One Massachusetts State Police officer is speaking out in angry opposition to Rolling Stone’s glamorization of Boston bombing suspect Dzhokhar Tsarnaev.

And he’s doing so through photos.


Photo credit: Sean Murphy. Published at

From Boston Magazine:

Sgt. Sean Murphy, a tactical photographer with the Massachusetts State Police who has photographed the funerals of many officers killed in the line of duty, is furious with the magazine [Rolling Stone]. Murphy, who also acts a liaison to the families of fallen officers, is so angered by the cover—which he says is both dangerous and insulting to the victims of the bombings—that he feels the need to counter the message that it conveys.

We all remember the day of the manhunt, when Governor Patrick and law enforcement officials decided, in essence, to shut Boston down. Throughout it all, Murphy, alone in his assignment behind police lines, was capturing images of the day’s events—the high-level conferences, the mobilization of law enforcement, and the dramatic capture. Because the whole thing was televised live, everyone knows that the day ended with a wounded Tsarnaev being taken into custody. What few people have seen, because Murphy’s photos from that day have never been made public before, is the condition Tsarnaev was in at the time of his capture—and, indeed, exactly how he was captured. Murphy wants the world to know that the Tsarnaev in the photos he took that night—defeated and barely alive, with the red dots of sniper rifles lighting up his forehead—is the real face of terrorism, not the handsome, confident young man shown on the magazine cover.

Sgt. Murphy says he’s speaking strictly for himself and not on behalf of the Massachusetts State Police.  But he had some heartfelt words for Boston Magazine about the night the Tsarnaev brothers were hunted down and captured, reminding the public that April 19th “was as real as it gets.”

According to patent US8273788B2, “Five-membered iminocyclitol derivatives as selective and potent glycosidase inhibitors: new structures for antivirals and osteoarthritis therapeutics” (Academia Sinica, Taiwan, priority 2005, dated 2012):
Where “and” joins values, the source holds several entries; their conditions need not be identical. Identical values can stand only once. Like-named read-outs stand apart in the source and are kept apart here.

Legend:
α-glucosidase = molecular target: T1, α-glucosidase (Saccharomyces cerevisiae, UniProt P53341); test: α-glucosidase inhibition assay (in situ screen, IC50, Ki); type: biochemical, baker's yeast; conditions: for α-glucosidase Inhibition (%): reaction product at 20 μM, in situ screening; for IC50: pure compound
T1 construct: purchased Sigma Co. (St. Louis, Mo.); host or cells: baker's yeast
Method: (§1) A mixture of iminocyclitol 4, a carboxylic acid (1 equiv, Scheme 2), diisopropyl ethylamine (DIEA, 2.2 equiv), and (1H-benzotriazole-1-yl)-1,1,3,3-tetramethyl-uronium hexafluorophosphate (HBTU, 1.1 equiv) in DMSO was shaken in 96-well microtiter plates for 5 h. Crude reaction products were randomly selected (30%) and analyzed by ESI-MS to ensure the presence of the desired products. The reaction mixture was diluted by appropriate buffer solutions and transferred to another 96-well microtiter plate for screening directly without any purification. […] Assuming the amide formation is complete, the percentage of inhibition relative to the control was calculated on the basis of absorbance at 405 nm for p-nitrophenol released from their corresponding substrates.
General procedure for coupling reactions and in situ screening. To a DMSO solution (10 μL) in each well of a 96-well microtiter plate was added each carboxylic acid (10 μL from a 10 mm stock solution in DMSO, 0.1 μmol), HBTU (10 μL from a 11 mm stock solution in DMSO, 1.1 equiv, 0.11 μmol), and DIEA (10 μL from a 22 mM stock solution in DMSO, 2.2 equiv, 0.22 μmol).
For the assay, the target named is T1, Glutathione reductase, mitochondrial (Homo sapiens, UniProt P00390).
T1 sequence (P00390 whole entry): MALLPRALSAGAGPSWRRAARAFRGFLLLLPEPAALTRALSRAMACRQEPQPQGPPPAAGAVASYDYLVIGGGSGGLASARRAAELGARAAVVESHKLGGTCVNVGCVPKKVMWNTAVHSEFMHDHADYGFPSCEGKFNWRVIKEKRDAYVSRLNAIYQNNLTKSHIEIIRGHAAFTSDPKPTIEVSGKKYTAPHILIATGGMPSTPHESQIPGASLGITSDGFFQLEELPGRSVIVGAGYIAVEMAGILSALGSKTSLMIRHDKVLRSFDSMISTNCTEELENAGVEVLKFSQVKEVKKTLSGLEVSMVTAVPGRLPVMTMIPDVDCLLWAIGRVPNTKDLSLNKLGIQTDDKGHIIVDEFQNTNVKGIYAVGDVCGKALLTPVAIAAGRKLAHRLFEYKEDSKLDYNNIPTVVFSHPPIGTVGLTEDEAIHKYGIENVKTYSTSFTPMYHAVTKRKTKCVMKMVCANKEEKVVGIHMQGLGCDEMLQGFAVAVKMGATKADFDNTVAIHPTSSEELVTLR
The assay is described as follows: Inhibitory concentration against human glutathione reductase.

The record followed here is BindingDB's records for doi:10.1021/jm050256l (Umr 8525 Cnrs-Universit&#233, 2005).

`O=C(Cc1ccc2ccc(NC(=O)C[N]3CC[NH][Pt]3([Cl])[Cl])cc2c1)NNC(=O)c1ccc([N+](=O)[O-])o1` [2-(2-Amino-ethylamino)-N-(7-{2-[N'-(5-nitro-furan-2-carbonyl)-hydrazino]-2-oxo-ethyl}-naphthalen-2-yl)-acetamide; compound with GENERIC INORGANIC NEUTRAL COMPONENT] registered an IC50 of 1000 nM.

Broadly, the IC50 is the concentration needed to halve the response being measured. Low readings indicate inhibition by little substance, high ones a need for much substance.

And with Murphy’s background, he’s seen a lot. Including a lot of pain.  Of the Rolling Stone cover, he described its impact on still grieving families’ wounds.   “There is nothing glamorous in bringing more pain to a grieving family,” he said.

“What Rolling Stone did was wrong,” Murphy said. This guy is evil. This is the real Boston bomber. Not someone fluffed and buffed for the cover of Rolling Stone magazine.”

The editor of Boston Magazine explained to CNN that Sgt. Murphy struggled with the decision to release the photos but had real concerns about the negative impacts of Rolling Stone’s cover.

John Wolfson, Boston Magazine’s editor in chief, said the magazine has hundreds of similar photos and will publish more in its September issue. He said Murphy was “conflicted on some level” about releasing the photos, but “genuinely worried” about how the Rolling Stone cover will affect the victims’ families.

“I think he was also worried that certain impressionable people might be lured to replicate that by the kind of glamorous-looking photo that is on the Rolling Stone cover,” Wolfson told CNN’s “The Situation Room.”

Since the release of the photos though, Murphy is said to have been relieved of his duties pending a review, according to CNN (via WTVR).

Sgt. Sean Murphy told CNN’s Anne Clifford Thursday night that he is on leave and has a hearing next week. Earlier Thursday, a police spokesman said the agency had not authorized the release of photos Murphy took.

Read the whole article at Boston Magazine and check out all of Sgt. Murphy’s photos of “the real Boston bomber.”


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